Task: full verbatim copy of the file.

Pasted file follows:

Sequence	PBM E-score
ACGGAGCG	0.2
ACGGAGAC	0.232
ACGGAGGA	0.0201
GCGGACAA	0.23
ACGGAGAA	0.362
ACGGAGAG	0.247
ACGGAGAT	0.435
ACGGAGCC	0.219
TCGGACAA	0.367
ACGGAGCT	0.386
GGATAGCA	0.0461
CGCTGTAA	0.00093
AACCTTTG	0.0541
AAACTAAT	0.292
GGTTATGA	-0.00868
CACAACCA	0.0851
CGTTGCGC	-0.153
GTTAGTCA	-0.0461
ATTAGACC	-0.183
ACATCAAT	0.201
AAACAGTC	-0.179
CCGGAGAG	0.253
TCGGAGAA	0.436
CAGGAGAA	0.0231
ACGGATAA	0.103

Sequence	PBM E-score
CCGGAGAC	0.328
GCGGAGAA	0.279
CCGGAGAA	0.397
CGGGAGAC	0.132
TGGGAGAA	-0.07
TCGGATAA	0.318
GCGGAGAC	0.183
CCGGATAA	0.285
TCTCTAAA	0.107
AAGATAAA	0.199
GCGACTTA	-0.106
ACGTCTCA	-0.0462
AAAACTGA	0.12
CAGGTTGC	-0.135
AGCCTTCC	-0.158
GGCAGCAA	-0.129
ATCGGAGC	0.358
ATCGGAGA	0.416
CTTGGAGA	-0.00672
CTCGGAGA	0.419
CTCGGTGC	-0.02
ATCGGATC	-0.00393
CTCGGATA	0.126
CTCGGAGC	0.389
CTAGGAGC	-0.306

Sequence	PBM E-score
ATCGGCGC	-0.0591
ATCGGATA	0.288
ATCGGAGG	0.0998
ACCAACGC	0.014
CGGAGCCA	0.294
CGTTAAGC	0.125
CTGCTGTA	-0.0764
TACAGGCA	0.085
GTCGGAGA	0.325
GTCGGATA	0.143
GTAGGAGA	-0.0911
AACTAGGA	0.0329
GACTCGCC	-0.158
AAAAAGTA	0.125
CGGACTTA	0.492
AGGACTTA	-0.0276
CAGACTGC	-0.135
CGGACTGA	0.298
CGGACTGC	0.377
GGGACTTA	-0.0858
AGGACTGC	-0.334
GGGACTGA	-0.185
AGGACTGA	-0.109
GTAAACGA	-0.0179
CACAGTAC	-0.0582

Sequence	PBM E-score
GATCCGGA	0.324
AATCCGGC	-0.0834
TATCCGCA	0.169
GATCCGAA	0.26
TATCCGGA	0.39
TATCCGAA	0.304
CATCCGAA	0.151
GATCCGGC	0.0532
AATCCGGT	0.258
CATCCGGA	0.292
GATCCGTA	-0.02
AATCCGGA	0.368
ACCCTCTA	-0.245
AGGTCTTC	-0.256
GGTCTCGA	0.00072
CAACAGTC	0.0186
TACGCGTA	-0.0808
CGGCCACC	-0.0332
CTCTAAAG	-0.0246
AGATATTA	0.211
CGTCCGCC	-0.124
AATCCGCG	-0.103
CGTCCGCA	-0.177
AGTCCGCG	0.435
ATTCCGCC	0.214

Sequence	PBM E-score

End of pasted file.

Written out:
Sequence	PBM E-score
ACGGAGCG	0.2
ACGGAGAC	0.232
ACGGAGGA	0.0201
GCGGACAA	0.23
ACGGAGAA	0.362
ACGGAGAG	0.247
ACGGAGAT	0.435
ACGGAGCC	0.219
TCGGACAA	0.367
ACGGAGCT	0.386
GGATAGCA	0.0461
CGCTGTAA	0.00093
AACCTTTG	0.0541
AAACTAAT	0.292
GGTTATGA	-0.00868
CACAACCA	0.0851
CGTTGCGC	-0.153
GTTAGTCA	-0.0461
ATTAGACC	-0.183
ACATCAAT	0.201
AAACAGTC	-0.179
CCGGAGAG	0.253
TCGGAGAA	0.436
CAGGAGAA	0.0231
ACGGATAA	0.103

Sequence	PBM E-score
CCGGAGAC	0.328
GCGGAGAA	0.279
CCGGAGAA	0.397
CGGGAGAC	0.132
TGGGAGAA	-0.07
TCGGATAA	0.318
GCGGAGAC	0.183
CCGGATAA	0.285
TCTCTAAA	0.107
AAGATAAA	0.199
GCGACTTA	-0.106
ACGTCTCA	-0.0462
AAAACTGA	0.12
CAGGTTGC	-0.135
AGCCTTCC	-0.158
GGCAGCAA	-0.129
ATCGGAGC	0.358
ATCGGAGA	0.416
CTTGGAGA	-0.00672
CTCGGAGA	0.419
CTCGGTGC	-0.02
ATCGGATC	-0.00393
CTCGGATA	0.126
CTCGGAGC	0.389
CTAGGAGC	-0.306

Sequence	PBM E-score
ATCGGCGC	-0.0591
ATCGGATA	0.288
ATCGGAGG	0.0998
ACCAACGC	0.014
CGGAGCCA	0.294
CGTTAAGC	0.125
CTGCTGTA	-0.0764
TACAGGCA	0.085
GTCGGAGA	0.325
GTCGGATA	0.143
GTAGGAGA	-0.0911
AACTAGGA	0.0329
GACTCGCC	-0.158
AAAAAGTA	0.125
CGGACTTA	0.492
AGGACTTA	-0.0276
CAGACTGC	-0.135
CGGACTGA	0.298
CGGACTGC	0.377
GGGACTTA	-0.0858
AGGACTGC	-0.334
GGGACTGA	-0.185
AGGACTGA	-0.109
GTAAACGA	-0.0179
CACAGTAC	-0.0582

Sequence	PBM E-score
GATCCGGA	0.324
AATCCGGC	-0.0834
TATCCGCA	0.169
GATCCGAA	0.26
TATCCGGA	0.39
TATCCGAA	0.304
CATCCGAA	0.151
GATCCGGC	0.0532
AATCCGGT	0.258
CATCCGGA	0.292
GATCCGTA	-0.02
AATCCGGA	0.368
ACCCTCTA	-0.245
AGGTCTTC	-0.256
GGTCTCGA	0.00072
CAACAGTC	0.0186
TACGCGTA	-0.0808
CGGCCACC	-0.0332
CTCTAAAG	-0.0246
AGATATTA	0.211
CGTCCGCC	-0.124
AATCCGCG	-0.103
CGTCCGCA	-0.177
AGTCCGCG	0.435
ATTCCGCC	0.214

Sequence	PBM E-score